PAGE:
Independent Doctors of New York President replies to NYT's ?When Doctors Stop Taking Insurance?

A thoughtful, factual reply to an only seemingly balanced, but really tendentious article (see New York Times cartoon accompanying it – which is what most will retain from it). Please read, redistribute and comment. The original New York times article prompting the letter that follows is here.
I will update if and when letter is printed in the NYT. For more on the Independent Doctors of New York/IDNY, please go to our web site.

>>Re: Ms. Rabin’s article ?When Doctors Stop Taking Insurance? ?

The answer to why many doctors are no longer accepting health insurance payments is both simple and complex. .

The simple answer: Health insurance companies are for-profit organizations that answer to their boards and shareholders, not patients, to make sure their bottom line is a healthy, black line. The CEOs of these companies make millions in salary, and many more millions of dollar are spent on TV and print advertising needed to lure and keep patients. Each of these takes money away from the medical care they could AND should provide their patients and reasonable reimbursements to physicians.

The complex answer: If for-profit insurers paid physicians a reasonable usual and customary rate (UCR), physicians would be much more receptive to accepting insurance reimbursement. But this is not the case. The for-profit health insurance industry made up their own UCR by bankrolling the company (Ingenix) that was supposed to supply real-world UCRs. However, use of the UCRs developed by Ingenix was found to be fraudulent in New York State, and for-profit health insurers were fined $350 million and required to pay an additional $50 million to create a the new “Fair Health” UCR. Despite this ruling, the insurers found a way around this by jointly declaring that their UCRs would be a percentage of what Medicare pays–the low reimbursement rate the government provides to keep our tax burden for health care low. So, it’s acceptable for insurance companies to get together to set fees, whereas if two doctors get together and discuss fees, it’s considered an antitrust violation.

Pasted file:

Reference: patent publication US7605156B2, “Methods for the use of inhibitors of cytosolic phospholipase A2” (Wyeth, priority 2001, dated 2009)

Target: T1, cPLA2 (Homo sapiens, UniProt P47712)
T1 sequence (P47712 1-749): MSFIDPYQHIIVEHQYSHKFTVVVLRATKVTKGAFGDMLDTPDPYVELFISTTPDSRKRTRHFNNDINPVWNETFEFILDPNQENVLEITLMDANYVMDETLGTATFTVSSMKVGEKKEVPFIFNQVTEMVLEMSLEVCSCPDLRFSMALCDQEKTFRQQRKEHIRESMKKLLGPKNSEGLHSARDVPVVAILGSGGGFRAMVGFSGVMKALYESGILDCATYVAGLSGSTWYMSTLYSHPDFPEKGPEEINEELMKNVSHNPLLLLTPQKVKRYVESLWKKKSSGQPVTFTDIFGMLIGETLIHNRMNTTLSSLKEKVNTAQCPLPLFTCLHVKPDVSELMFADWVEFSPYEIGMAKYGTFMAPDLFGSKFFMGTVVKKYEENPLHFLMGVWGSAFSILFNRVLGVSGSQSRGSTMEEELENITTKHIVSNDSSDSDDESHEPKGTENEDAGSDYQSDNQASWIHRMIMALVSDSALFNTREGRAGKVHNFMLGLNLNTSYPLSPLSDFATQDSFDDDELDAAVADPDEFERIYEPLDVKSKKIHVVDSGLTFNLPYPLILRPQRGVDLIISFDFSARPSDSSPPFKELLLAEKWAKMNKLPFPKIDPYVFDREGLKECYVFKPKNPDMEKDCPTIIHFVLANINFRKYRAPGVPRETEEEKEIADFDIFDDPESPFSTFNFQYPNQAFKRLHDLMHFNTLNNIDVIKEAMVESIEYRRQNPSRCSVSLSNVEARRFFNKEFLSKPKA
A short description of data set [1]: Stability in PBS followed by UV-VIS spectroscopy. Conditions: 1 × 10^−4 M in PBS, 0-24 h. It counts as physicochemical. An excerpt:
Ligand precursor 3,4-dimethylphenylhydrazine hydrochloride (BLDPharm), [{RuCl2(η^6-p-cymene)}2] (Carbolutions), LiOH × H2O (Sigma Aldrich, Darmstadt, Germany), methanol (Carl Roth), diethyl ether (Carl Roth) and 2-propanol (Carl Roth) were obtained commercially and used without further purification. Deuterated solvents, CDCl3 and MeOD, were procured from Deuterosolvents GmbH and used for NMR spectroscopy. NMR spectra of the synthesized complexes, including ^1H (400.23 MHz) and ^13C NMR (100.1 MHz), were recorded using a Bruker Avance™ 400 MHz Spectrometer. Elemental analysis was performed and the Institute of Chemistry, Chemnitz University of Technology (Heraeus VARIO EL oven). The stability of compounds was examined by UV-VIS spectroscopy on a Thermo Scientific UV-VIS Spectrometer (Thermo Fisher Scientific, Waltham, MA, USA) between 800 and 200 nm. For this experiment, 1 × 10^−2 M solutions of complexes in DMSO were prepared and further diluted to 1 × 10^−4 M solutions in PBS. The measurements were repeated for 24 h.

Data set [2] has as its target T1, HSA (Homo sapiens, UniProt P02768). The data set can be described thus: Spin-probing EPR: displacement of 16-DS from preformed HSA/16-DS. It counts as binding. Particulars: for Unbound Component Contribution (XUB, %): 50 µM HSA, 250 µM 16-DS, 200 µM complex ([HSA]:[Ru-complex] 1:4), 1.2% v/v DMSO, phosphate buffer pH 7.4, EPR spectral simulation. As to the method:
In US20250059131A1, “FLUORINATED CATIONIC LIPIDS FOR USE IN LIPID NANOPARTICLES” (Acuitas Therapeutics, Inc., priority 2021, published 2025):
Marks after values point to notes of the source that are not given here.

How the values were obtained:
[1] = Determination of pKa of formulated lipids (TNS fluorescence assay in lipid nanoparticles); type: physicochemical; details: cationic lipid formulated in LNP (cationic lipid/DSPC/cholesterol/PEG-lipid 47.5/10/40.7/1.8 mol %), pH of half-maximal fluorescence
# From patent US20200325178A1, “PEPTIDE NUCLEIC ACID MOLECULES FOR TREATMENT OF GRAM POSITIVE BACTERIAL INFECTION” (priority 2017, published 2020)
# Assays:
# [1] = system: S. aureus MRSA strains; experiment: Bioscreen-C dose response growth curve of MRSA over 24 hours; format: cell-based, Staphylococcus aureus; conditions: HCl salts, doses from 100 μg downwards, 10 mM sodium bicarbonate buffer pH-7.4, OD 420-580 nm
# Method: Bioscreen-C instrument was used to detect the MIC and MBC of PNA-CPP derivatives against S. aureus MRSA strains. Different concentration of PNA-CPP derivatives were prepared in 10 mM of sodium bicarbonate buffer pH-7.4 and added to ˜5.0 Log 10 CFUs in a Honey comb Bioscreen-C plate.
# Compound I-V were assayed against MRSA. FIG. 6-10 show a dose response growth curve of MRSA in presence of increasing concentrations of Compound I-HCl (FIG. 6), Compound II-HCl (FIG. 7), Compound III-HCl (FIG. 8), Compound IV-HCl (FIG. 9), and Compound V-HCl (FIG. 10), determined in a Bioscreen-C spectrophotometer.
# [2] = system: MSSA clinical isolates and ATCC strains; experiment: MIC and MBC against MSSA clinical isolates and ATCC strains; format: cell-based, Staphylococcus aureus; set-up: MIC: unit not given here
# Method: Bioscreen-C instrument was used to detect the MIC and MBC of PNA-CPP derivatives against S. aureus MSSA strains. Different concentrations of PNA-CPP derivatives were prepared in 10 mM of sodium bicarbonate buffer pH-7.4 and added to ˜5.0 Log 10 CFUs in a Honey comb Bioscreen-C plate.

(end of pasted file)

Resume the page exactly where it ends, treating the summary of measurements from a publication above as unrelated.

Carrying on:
Today’s young doctors come out of medical school $150,000 to $200,000 in debt. Then there are the expenses of starting and running a medical practice, which are very high. Malpractice insurance often increases yearly in most states due to a failure to enact medical malpractice tort reform (the exceptions are Texas and California who lead the nation in this bold effort to keep medical costs down). Rent and the cost of staff also increase yearly. Yet, insurance reimbursements have not increased in years and there is no law requiring increases linked to inflation or other accepted economic indicators.

Until something is done to reign in the for-profit health insurers, more and more physicians will “opt out” and patients will have less and less access to their physician of choice.

William Rosenblatt MD
President, Independent Doctors of New York

Suite 1D
308 East 79th Street
New York, NY 10075